Ask Lisa Advice: I say “Mixed”—They say “Just Black”
This week, I counsel a young Multiracial woman who is fed up with her Black family members dismissing her Mixed heritage and insisting she’s “Just Black.”
I’m Mixed race with White European-American and Black-Caribbean
ancestry and refused to go to a family reunion this summer because I
deal with a lot of racism on my mother’s side of the family (Black
Caribbean). Sometimes they say racist things about White
people. Last Christmas, I was in a room with my two uncles and one
cousin and they were commenting on my body, saying that I
would appeal to a White man because I’m so skinny. On another occasion
my uncle was commenting on my hair texture being loose and mentioned
my admixture and my aunt seemed upset and cut in that I’m “just Black”
denying me my father’s heritage. My question is how do I respond to
these situations? I wish I had said something in both situations but I
just kept my mouth shut.
These days I’m really finding the American environment frustrating in
general because people still uphold the racist one drop rule. I
feel like Mixed race Black and White people aren’t recognized unless
they are of more White ancestry than Black like Mariah Carey or
I feel you. As a Multiracial person, it’s hard enough when outsiders question and attempt to cast your identity to suit their own beliefs. When family members do this, it’s even more frustrating.
I understand why you sat out the family reunion, though your relatives might be surprised to learn you were offended by their recent behavior. As I’m sure you know, there are many Black/White Biracial people who do identify as “Just Black” as your aunt put it. They have a much stronger connection to their “Black side” and simply don’t connect with Whiteness. Thanks to the One-drop rule, Biracial people cannot generally claim Whiteness, even when they embrace the European nationality—German, Irish, etc.—of the White parent. In any case, it sounds as if your family expects you to identify as “Just Black.” They may also assume you do—hence their freedom making negative remarks about White people in front of you.
There are three approaches you might take to address this issue—each depending on the type of relationship you have with a given family member.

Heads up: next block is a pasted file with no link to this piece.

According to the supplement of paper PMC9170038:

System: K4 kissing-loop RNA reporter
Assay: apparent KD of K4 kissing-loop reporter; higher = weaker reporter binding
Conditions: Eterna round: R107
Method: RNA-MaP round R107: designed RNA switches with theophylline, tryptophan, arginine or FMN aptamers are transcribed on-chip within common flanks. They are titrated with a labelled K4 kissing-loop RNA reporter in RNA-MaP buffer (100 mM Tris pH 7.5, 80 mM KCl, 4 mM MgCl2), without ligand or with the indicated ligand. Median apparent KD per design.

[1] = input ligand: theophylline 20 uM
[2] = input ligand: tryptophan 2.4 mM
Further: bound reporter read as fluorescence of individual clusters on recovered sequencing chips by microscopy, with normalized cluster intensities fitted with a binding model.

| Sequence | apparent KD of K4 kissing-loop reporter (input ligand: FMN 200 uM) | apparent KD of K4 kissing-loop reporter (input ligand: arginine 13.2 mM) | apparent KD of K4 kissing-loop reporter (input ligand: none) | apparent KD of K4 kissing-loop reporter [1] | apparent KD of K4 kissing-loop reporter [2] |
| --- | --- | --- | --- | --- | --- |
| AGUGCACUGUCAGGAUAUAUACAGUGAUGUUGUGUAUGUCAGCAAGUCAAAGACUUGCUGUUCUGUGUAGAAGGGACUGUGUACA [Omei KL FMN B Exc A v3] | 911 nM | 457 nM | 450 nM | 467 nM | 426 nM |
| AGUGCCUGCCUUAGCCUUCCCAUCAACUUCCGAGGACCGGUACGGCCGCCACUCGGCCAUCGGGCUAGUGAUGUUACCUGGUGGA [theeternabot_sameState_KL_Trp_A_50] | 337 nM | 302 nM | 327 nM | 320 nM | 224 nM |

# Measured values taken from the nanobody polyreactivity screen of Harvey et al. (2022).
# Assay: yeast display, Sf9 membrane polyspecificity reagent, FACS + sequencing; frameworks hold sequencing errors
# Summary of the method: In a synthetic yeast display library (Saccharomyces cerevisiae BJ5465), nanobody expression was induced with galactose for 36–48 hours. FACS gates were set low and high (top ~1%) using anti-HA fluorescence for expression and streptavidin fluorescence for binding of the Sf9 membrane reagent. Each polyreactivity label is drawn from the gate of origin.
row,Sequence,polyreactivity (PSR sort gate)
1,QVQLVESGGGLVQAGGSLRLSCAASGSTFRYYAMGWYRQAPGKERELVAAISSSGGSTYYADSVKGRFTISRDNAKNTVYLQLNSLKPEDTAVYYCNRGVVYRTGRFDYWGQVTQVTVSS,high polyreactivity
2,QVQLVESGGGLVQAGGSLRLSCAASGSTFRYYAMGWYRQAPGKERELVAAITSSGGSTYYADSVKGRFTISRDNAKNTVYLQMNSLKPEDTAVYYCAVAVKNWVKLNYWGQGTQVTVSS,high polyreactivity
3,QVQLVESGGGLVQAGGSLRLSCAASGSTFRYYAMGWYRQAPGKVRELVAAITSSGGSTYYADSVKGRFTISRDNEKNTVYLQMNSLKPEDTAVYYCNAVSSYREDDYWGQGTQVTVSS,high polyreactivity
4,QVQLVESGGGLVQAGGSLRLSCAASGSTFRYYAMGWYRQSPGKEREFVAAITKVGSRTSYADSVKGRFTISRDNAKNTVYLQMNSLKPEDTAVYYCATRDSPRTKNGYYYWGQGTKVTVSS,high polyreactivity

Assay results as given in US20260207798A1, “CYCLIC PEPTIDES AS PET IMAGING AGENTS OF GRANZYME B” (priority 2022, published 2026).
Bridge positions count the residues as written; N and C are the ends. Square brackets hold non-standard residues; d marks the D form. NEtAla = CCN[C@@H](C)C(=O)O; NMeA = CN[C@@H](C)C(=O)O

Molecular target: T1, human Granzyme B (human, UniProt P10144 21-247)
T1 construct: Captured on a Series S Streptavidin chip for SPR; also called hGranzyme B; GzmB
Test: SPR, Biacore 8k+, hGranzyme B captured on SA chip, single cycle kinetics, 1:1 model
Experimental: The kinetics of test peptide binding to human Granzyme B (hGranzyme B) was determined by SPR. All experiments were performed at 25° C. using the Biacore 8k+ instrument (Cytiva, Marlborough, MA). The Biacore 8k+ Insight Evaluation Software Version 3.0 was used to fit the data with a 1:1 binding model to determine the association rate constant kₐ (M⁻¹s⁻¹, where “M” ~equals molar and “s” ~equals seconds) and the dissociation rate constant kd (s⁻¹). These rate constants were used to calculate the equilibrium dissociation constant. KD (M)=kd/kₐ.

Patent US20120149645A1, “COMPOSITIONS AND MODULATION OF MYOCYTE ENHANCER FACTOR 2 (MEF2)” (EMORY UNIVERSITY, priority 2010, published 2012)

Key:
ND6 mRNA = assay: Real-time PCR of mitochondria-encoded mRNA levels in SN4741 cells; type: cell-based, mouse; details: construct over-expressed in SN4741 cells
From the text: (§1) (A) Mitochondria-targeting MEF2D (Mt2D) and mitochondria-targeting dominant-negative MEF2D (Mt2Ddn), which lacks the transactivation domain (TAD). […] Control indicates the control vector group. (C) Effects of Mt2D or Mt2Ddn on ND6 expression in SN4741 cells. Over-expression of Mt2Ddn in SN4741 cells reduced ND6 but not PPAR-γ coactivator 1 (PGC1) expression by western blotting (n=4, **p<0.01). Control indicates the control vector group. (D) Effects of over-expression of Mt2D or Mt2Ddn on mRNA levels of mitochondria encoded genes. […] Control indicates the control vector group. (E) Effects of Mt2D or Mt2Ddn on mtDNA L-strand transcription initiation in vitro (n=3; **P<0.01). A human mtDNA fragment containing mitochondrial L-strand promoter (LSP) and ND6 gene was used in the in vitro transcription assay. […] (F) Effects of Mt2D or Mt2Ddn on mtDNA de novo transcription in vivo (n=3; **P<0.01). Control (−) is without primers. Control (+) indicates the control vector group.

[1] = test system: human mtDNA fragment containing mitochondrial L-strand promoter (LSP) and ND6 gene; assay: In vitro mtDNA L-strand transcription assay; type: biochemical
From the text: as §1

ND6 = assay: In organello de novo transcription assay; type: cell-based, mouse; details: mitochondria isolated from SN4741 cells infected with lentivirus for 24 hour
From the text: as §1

- If you’ve been offended by a relative with whom you are very close, you might pull him aside, sit down with him and talk about it.
For example: “Uncle G, I know I am thin, but It makes me feel uncomfortable when you say it will attract a White man as if that were a taboo thing. I know you didn’t mean to hurt my feelings but it bothered me, seeing that my father is White.”
Or “Aunt, C, when you say I’m just Black, it sounded like you were denying my father’s heritage. I love you and I love my Black Caribbean family, but I am my father’s child too.” Listen to where your family members are coming from and make sure they listen to your point of view too. It is possible, if these are truly loving relatives, that they are simply attempting to claim rather than dismiss you. If these family members are important to you, you owe it to yourself and them to clarify where you stand and how you identify. Please note that it may take several deep discussions before you both feel heard. Then again, you can try making a joke: “Hey, Pop-pop! Stop putting down White people—that’s half of me!” And see where that lands.
- If these are family members whom you rarely see but care about, come up with a combination strategy for dealing with the derisive statements about your father’s heritage when you visit.
You want to stand up for yourself but keep it simple, since you will probably not have the opportunity to make your explanations stick. For example, you might use gentle humor again: “I know you love disparaging White people, Uncle J. But they can’t be all bad or I’m half guilty.”
- On the other hand, maybe these are relatives with whom you are not particularly close, or with whom you’ve had age old gripes.
You have less to lose if you speak out, set a limit, but fail to make an impact. Likewise, you have less to lose if you let it go and walk away. Possibly enlist a supportive cousin or two as a liaison who might explain your case in your absence.
At the route of your distress is frustration with your family’s failure to see your whole racial identity—Black and White. Since they view White people as a singular block, rather than as individuals, it may be hard for them to see the “White” in you. There are many Black families (Caribbean and otherwise) with Multiracial members whose Mixed backgrounds are considered irrelevant because of the roots they share with the fold. There are also many who resent their Biracial kin, construing their dual identity as a claim of superiority.
Finally, as you say, some people only consider the Rashidas and the Mariahs among us truly Mixed. I agree: Many darker-skinned Biracial Black/White people (yours truly included) are not immediately recognized as Mixed. Because we look Black, some people discount our Multiracial heritage. But none of us can—or should—wear a t-shirt or carry around a sign that announces our racial mix. The important thing is for you to know and appreciate your full heritage—no matter who else detects or dismisses it.